The people treated at Incor had cardiac insufficiency caused not by blocking of the veins but by causes as varied as Chagas’s disease, increase of blood pressure (hypertension) or even an increase in the size of the heart without any known reason – an infirmity known in medical jargon as idiopathic dilated cardiomyopathy. In a general manner, the capacity to pump blood and the oxygen intake increased and three patients had their names taken off the heart transplant list. Today they are only taking the medicine needed to control cardiac insufficiency. Two of them still present a problem that normally reaches 20 % of cardiac insufficiency sufferers: the blocking by coagulant blood of the artery that leads the blood poor in oxygen to the lungs. “An apparent small increase in the capacity to pump blood many times represents a significant improvement for the patients”, Bocchi explains.

Against Chagas’s disease
In Salvador, Santos from Fiocruz, and Fabio Vilas-Boas Pinto from the Santa Izabel Hospital, intend to use stem cells to specifically reverse the damage that Chagas’s disease produces on the heart. After getting into the blood stream, the parasite that causes the disease, the protozoa named Trypanosoma cruzi, lodges in the interior of the cardiac cells, which sets off an alert to the immune system. But the parasite is not the only one that loses. The heart cells have on their surface proteins similar to those of trypanosome and for this reason they also suffer an attack from the defense cells. As a consequence, thousands of scars appear throughout the organ.

Both in Chagas’s disease and in a heart attack, which leads to the death of a large area of the heart, the result is similar: 30% of the sufferers from Chagas’s disease acquire the illness during infancy and only around forty years of age do they develop progressive cardiac insufficiency that leads to their death in ten years.When insufficiency gets worse, the only way out is a heart transplant, not very efficient since the protozoa that remain in the bloodstream infect the recently implanted organ. An aggravation to the problem is that infection by the trypanosome is more frequent in the population of rural areas, especially in the North and Northeast Regions in which there are no heart transplant programs. Stem cells could alleviate this problem.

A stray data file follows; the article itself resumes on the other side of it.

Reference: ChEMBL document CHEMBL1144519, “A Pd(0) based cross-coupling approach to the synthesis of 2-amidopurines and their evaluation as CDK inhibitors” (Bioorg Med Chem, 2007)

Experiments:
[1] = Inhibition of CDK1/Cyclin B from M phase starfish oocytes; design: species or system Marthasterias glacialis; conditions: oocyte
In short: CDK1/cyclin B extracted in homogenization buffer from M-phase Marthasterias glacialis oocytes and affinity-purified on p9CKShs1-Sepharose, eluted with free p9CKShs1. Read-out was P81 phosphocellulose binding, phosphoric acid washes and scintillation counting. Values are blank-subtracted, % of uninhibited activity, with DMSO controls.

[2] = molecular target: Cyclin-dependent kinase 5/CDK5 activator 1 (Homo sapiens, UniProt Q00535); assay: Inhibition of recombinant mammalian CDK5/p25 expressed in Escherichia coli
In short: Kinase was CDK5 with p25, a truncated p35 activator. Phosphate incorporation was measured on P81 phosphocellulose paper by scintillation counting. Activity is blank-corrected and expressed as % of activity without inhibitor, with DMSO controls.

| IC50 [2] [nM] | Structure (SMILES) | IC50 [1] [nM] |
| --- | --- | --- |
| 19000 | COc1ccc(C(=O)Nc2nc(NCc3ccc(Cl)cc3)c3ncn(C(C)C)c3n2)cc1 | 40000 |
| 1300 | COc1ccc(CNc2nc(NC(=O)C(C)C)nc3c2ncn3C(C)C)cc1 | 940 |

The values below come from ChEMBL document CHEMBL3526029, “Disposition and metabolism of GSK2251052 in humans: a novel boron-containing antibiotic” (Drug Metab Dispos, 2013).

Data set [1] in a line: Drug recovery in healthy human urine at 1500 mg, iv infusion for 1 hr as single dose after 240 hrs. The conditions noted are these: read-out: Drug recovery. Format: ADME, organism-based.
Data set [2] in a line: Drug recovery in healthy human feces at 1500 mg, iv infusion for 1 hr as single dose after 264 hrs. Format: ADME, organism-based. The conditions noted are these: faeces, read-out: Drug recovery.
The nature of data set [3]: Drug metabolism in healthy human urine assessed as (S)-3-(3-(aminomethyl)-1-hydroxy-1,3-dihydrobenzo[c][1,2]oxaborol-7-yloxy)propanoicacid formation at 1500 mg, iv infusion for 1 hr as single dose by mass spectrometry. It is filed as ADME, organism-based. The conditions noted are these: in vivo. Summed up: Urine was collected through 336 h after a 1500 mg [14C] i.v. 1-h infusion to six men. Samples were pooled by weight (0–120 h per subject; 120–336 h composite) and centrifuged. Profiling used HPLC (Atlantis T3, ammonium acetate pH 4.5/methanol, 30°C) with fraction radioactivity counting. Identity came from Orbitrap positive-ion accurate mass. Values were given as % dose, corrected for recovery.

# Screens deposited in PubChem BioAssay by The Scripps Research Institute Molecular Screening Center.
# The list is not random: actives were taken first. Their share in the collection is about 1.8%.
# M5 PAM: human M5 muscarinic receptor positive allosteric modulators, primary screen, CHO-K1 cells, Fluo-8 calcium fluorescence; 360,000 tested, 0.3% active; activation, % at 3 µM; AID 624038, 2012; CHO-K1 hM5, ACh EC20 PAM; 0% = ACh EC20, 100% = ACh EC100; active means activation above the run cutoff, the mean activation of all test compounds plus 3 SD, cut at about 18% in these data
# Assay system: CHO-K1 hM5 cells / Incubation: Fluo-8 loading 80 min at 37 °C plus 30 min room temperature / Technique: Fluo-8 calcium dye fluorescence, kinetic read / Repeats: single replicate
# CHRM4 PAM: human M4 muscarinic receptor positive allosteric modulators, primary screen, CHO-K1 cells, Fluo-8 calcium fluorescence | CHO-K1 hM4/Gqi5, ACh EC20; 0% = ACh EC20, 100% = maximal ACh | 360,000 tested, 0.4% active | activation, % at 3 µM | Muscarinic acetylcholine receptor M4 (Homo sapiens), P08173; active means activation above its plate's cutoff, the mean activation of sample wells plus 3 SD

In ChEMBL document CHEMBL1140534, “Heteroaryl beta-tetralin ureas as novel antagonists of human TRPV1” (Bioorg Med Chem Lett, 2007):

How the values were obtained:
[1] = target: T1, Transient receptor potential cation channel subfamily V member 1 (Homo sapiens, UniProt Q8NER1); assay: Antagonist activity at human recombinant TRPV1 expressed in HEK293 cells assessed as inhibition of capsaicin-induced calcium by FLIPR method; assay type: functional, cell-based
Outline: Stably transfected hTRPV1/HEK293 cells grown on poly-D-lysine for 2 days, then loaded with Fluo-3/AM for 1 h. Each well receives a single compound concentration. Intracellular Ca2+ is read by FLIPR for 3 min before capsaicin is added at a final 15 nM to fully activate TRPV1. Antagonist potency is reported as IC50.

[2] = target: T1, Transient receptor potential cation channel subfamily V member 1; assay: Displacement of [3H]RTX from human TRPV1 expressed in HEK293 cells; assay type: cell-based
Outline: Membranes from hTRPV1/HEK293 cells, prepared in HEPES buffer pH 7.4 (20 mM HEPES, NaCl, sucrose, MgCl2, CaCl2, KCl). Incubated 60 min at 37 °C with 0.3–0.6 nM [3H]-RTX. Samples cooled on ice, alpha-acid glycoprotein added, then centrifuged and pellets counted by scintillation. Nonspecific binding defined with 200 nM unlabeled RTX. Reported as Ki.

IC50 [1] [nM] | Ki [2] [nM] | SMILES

In mice, as Santos verified, one only needs to give an injection of 20 million stems cells associated to the use of the granulocyte-macrophage colony-stimulating factor, the GM-CSF, in order to reduce the inflammation and the fibrous tissue of the heart. After two months, the mice treated using this method showed 80% fewer inflamed cells and fibrous tissue than the mice that had not received this therapy. The most important aspect is that this benefit seems to be long lasting: the improvement persisted for six months after the mice received the stem cells, a period equivalent to almost twenty years for human beings.

In a recently approved experiment by Conep, Santos is going to inject 30 million of these cells into the interior of the coronary arteries, as well as GM-CSF, initially in five patients with cardiac insufficiency caused by Chagas’s disease. If the technique shows itself to be secure, the researcher from Fiocruz will widen and detail the study with a further twenty-five patients – five should receive stem cells and GM-CSF, ten will be treated only with stem cells and ten with medicine.

“Using this therapy we hope to reduce the lesions on the heart to the minimal level, similar to those that occur with 70% of the carriers of Chagas’s disease who do not develop cardiac insufficiency”, says Santos. If a success, the treatment will allow that the doctors can give to the patients a medicine to combat the protozoa, named benznidazole, which, as it is toxic, cannot be used with people suffering from cardiac insufficiency.

The project
Cellular Therapies for Degenerative Chronic Illnesses; Coordinator: Ricardo Ribeiro dos Santos – Millennium Institute of Tissue Bioengineering; Investment: R$ 5,200,000.00 (Ministry of Science and Technology), R$ 500,000.00 (Pro-Cardiac Hospital), R$ 500,000.00 (Fiocruz-BA), R$ 200,000.00 (Faperj)